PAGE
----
Phase in the Fair Workplaces bill
|By Lisa Gervais - Editor | August 17, 2017|
According to the most up-to-date figures from Stats Can, Haliburton County has a 9.3 per cent unemployment rate.
Unfortunately, ”up-to-date” in this case means 2011, so it’s difficult to know where we are, six years down the track.
However, it's safe to say that Haliburton County can’t afford any more job losses or jobs placed at risk.
The Ontario Chamber of Commerce (OCC) and the Keep Ontario Working Coalition (KOWC) recently contracted the Canadian Centre for Economic Analysis (CANCEA) to measure the potential economic impact of the province’s Bill 148 – that's the proposal to raise minimum wage, among other things. The centre revealed its findings this week.
As reported in today’s Highlander, it says proposed changes in the Fair Workplaces, Better Jobs Act could put nearly 2.7 per cent of jobs across all sectors in Haliburton County at risk. That’s above the provincial average and included in the 185,000 jobs that would be at risk across Ontario.
Autumn Wilson of the Haliburton Highlands Chamber of Commerce told us the estimate, which equates to 190 jobs, includes both current and potential new jobs. In other words, that 185,000 figure isn't just referring to job losses, but jobs that will not be created by businesses worried about the impact of the changes.
Lots of folks are focusing on the minimum wage increase in this bill. The plan is to raise it to $14-an-hour this coming January and $15-an-hour a year after that. But there are a number of items in the bill that will cost employers even more, such as an extra public holiday and new rules around holiday pay: a minimum of three weeks’ vacation for employees who have worked for five years or more. There's also “equal pay for equal work” and additional leave provisions.
We’ve heard from a number of businesses in Haliburton County who say these extra costs will be onerous and will affect jobs and prices. They say they may be forced to lay people off, won’t hire as many and will have to raise prices to cover the additional payroll costs.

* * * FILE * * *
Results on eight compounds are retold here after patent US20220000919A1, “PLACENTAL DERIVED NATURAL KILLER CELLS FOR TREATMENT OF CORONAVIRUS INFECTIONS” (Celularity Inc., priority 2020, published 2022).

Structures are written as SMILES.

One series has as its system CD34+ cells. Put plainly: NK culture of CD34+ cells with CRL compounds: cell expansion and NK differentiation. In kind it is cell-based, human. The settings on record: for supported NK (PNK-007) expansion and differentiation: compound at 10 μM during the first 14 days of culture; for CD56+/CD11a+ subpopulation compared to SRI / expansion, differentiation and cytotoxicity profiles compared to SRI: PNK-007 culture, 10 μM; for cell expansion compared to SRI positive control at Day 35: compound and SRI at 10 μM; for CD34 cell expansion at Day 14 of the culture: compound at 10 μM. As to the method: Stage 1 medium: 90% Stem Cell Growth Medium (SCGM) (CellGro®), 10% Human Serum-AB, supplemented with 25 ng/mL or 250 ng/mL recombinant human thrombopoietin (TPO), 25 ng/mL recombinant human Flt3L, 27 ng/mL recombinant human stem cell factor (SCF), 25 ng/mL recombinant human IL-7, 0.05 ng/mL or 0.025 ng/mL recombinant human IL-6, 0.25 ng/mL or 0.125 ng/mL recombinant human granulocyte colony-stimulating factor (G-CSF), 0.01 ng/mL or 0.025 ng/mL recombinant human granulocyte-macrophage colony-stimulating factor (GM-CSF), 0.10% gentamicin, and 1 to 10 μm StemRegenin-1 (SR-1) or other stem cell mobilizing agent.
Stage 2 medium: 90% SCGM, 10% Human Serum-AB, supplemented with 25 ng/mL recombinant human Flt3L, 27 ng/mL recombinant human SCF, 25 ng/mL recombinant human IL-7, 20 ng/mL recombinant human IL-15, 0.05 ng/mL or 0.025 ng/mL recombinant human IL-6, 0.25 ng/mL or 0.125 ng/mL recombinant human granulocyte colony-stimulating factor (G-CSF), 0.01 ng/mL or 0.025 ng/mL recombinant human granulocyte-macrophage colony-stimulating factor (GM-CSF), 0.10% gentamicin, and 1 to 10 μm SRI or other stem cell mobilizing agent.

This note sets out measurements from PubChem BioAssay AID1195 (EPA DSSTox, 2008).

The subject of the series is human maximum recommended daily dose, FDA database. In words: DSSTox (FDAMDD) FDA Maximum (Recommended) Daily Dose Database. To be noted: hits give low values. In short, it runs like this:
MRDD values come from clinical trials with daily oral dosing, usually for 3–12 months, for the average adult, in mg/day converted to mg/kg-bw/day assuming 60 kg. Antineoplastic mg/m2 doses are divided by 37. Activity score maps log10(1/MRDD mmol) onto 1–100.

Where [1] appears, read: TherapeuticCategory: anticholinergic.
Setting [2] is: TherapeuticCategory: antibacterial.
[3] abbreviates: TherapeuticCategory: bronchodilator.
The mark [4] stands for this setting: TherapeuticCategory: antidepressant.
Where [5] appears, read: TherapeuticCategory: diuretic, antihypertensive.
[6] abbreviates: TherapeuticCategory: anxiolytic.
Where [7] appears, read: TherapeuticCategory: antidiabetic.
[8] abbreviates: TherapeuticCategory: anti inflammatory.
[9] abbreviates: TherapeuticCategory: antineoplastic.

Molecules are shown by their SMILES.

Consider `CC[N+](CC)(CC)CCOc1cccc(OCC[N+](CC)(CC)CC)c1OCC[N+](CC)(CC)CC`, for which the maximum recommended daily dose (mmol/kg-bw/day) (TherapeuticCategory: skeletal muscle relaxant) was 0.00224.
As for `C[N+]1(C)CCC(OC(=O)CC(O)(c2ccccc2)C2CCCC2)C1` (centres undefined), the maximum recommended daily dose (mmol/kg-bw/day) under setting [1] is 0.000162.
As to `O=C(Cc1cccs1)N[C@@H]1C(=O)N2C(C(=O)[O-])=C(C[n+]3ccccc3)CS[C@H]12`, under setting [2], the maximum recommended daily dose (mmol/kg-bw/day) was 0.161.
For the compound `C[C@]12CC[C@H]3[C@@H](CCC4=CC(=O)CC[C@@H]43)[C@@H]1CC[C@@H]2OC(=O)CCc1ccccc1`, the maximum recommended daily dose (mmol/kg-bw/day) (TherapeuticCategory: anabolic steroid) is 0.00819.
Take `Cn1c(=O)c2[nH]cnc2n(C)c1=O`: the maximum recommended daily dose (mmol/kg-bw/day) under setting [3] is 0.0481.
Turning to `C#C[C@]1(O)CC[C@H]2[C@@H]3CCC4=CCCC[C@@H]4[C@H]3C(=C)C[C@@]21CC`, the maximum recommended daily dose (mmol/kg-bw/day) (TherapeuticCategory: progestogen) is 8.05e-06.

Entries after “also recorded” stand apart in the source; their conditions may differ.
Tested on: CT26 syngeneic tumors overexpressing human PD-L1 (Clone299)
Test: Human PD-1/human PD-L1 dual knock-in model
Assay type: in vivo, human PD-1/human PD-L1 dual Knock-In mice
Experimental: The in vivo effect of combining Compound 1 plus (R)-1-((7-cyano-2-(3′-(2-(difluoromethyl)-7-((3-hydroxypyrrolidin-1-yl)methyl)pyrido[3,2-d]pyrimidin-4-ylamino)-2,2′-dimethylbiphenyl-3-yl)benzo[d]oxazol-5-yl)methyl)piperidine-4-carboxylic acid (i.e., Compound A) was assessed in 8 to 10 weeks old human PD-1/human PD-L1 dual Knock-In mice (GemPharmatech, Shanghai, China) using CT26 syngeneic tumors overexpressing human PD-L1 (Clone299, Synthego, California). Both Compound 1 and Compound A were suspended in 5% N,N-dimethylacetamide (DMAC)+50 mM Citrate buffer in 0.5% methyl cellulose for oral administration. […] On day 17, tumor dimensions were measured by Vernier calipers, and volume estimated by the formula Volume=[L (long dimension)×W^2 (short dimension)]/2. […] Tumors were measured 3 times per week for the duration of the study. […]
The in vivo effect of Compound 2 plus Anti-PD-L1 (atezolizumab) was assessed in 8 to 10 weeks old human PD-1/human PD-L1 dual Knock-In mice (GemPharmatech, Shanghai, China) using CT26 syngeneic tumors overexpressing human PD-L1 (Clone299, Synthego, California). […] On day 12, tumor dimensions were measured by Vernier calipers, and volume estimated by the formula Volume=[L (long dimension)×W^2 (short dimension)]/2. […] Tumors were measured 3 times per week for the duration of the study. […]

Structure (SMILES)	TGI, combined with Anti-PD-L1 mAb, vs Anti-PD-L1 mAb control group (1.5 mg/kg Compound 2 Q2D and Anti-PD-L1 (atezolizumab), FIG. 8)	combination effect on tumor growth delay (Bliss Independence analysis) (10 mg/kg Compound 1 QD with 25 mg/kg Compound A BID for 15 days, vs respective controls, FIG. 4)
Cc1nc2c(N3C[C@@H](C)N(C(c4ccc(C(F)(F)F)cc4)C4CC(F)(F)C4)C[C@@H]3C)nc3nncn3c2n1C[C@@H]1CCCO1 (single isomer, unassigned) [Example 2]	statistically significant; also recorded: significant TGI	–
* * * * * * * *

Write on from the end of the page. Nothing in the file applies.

As an economy of small businesses, no wonder the changes will hit Haliburton hard. Paul Smetanin of CANCEA says small businesses will be affected by a factor of five times more than larger ones. Food service and manufacturing jobs seem especially vulnerable.
The message from everybody this week –the OCC and the Haliburton Highlands Chamber of Commerce – is that nobody is against labour reform – they just want it phased in.
The Ontario government has so far opted not to slow things down. Why? One can speculate the Wynne government is looking for Brownie points going into next summer’s provincial election. And while that will work for many unions and workers’ rights groups, she risks alienating the business community, the engine of Ontario's economy.
It will be interesting to see how the province responds to all of this. Labour Minister Kevin Flynn has said the province isn’t backing down from the bill. He says they’ve heard from employers who think the changes will help them attract employees, reduce turnover and get employees more invested in the businesses they work for. However, he has acknowledged concerns from others in the business community.
The most prudent thing for the province to do now is sit down with stakeholders – both for and against the bill - to plan a phase-in that is amenable to all parties.
To date, the OCC has not provided an alternative timetable for implementation. This should be their next step now that they’ve determined the economic risks of rushing through these changes.
Lisa Gervais is the editor for The Highlander.